Get a copy of your employer’s summary plan description (SPD) for your 401K plan and look for any rules on in-service 401K rollovers. You can also ask your 401K plan advisor or the administrator though they might not want to tell you that assets can be rolled over to an outside IRA you control."

myemail1045

  • 5 O'Clock Shadow
  • *
  • Posts: 3
Re: Husband's 401k through TransAmerica
« Reply #8 on: June 12, 2018, 11:22:32 AM »
what i mean to say is-
is it possible to rollover 401k into IRA account every year? (without changing employer) if so has anyone done it?

avedaprincess

  • 5 O'Clock Shadow
  • *
  • Posts: 32
Re: Husband's 401k through TransAmerica
« Reply #9 on: June 12, 2018, 04:49:07 PM »
@chaskavitch - confirmed this afternoon that the match is a percentage across the board to all employee participants...could be 2% or it could be 5%...no minimum contribution for the match...

PDXTabs

  • Pencil Stache
  • ****
  • Posts: 509
  • Age: 35
  • Location: Vancouver, WA, USA
Re: Husband's 401k through TransAmerica
« Reply #10 on: June 12, 2018, 05:12:52 PM »
what i mean to say is-
is it possible to rollover 401k into IRA account every year? (without changing employer) if so has anyone done it?

I have never done it, but I have read about it (because I wish I could). You can, but you need to be 59.5 years old.

Per IRS rules this is not permitted for employees age 59.5 or younger, for their elective employee pretax or Roth contributions; for participants age 59.5 or older, a plan may allow it. A plan may, however, allow for in-service distributions of the employer matching contributions and of the employee's after-tax 401(k) contributions.
- Bogleheads wiki

maizeman

  • Magnum Stache
  • ******
  • Posts: 2546
Re: Husband's 401k through TransAmerica
« Reply #11 on: June 12, 2018, 05:25:38 PM »
what i mean to say is-
is it possible to rollover 401k into IRA account every year? (without changing employer) if so has anyone done it?

I have never done it, but I have read about it (because I wish I could). You can, but you need to be 59.5 years old.

Per IRS rules this is not permitted for employees age 59.5 or younger, for their elective employee pretax or Roth contributions; for participants age 59.5 or older, a plan may allow it. A plan may, however, allow for in-service distributions of the employer matching contributions and of the employee's after-tax 401(k) contributions.
- Bogleheads wiki

Going through the link it sounds like that's the rule for an in service distribution rather than an in service rollover.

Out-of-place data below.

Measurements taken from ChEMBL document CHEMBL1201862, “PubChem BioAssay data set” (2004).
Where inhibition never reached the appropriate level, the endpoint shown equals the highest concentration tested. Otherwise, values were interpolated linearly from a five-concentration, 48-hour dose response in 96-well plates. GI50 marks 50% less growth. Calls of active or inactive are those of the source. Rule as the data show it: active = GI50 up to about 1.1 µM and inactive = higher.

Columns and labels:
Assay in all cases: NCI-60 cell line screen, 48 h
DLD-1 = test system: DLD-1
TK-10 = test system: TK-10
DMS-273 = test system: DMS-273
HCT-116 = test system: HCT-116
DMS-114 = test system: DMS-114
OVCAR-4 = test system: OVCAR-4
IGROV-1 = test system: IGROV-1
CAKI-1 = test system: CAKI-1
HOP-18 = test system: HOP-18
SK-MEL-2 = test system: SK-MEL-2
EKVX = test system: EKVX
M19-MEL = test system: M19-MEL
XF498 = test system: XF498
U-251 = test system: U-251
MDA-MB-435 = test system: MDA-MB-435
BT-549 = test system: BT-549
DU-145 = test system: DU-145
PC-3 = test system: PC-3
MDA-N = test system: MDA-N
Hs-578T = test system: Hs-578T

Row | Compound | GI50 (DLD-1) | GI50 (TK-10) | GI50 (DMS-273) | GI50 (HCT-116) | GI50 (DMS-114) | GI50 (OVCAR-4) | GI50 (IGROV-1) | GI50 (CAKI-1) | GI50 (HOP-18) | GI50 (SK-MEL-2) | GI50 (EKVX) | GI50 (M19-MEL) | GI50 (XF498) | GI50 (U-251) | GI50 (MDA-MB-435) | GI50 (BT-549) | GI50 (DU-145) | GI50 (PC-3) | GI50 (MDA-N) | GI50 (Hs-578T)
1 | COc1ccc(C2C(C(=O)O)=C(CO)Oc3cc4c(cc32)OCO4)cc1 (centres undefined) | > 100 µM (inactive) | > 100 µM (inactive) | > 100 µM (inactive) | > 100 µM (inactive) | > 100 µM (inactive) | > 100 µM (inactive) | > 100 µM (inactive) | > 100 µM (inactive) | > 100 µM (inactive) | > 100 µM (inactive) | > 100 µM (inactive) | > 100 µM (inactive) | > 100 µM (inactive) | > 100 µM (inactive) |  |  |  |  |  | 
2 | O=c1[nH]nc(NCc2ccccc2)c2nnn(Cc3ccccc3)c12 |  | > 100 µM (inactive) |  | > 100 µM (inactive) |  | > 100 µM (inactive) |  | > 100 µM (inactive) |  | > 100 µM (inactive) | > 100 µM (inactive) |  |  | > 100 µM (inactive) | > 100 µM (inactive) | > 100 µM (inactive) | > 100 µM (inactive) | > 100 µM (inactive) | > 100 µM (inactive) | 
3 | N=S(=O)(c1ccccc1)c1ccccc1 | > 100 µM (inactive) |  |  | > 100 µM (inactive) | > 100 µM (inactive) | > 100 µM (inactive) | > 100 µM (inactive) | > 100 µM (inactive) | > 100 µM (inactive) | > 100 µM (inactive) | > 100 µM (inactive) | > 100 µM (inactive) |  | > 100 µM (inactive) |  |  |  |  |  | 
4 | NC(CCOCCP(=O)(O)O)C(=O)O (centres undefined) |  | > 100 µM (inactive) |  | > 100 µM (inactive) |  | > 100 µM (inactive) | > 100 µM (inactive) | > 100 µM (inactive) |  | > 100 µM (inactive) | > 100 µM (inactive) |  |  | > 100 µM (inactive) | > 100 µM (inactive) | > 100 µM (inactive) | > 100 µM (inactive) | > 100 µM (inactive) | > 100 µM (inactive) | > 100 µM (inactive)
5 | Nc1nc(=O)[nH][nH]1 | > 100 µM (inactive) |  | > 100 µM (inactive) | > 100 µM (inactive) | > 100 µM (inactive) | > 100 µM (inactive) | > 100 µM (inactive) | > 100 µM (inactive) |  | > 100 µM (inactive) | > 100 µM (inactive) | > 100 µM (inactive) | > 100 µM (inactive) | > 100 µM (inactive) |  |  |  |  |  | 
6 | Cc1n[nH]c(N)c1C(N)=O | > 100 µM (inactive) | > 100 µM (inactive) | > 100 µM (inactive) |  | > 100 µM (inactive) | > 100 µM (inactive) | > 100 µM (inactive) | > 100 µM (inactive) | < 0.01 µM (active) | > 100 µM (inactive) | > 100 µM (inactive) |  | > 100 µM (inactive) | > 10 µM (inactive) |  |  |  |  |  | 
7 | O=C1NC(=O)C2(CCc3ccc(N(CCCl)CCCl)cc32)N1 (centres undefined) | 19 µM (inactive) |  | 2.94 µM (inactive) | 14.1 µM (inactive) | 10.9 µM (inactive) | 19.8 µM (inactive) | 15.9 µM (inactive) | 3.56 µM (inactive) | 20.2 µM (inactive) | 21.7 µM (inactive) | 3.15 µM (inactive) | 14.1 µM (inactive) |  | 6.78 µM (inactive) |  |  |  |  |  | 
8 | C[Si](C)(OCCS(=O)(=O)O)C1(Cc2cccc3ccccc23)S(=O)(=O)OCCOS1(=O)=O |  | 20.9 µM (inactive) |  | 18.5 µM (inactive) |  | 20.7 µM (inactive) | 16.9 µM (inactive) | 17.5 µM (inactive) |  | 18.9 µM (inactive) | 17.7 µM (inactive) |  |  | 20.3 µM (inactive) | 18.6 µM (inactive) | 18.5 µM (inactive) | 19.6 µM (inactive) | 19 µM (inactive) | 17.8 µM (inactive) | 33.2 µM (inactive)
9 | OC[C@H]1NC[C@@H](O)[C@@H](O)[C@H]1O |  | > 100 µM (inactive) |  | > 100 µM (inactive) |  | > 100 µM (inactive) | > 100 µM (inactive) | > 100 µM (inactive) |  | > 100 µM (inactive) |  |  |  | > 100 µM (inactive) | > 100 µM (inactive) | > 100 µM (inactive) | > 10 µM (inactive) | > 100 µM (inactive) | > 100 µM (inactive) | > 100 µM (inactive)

My understanding is that 401k plans can be set up to allow in service rollovers to other tax deferred retirement accounts (like an IRA), but there is no guarantee that any particular plan will do so (sort of like the mega backdoor roth issue). So you may have to either ask someone in HR or review the plan documents to know for sure.
« Last Edit: June 12, 2018, 06:00:05 PM by maizeman »

teecup

  • 5 O'Clock Shadow
  • *
  • Posts: 16
Re: Husband's 401k through TransAmerica
« Reply #12 on: June 13, 2018, 10:13:47 AM »
@chaskavitch thank you for replying!

Yes, the match is based on how well the company does at the end of the year. It can be anywhere from $2k-4k. And yes- there is a chance that there is no match at all.

I don't know what options are within the plan. I can definitely log on and check out if we have a choice, or if we need to go with what the employer has chosen.

Sadly, the company I work for is small, so they don't offer retirement options. I do have my own IRA that I contribute to and I do have a small 529 plan for my child.

Hi, we have TransAmerica as well and they have Vanguard Target Date Retirement options there. My understanding is, TA fee is $25/yr + fund fees so not too bad (at least for me). HTH

bognish

  • Stubble
  • **
  • Posts: 210
Re: Husband's 401k through TransAmerica
« Reply #13 on: June 14, 2018, 10:00:55 AM »
I am a controller for a smallish company and on the 401k plan committee. We just switched our plan administrator to TransAmerica about 2 years ago. Your husbands plan might have higher fees or different fund selection than ours, I don't think Transamerica is necessarily a bad choice. The fees will be higher than an individual Vanguard fund because there are more regulations, reporting and administration that go along with running a 401k plan. Depending on the company size and the amount of total assets in the plan a company's options can be fairly limited on who will want to be the administrator and the fees go down the bigger the plan. For my company Transamerica had the best offering and lowest fees. Vanguard did not even bid and the Fidelity rep did not show up to his presentation time when we were shopping. We are much smaller than their average plan.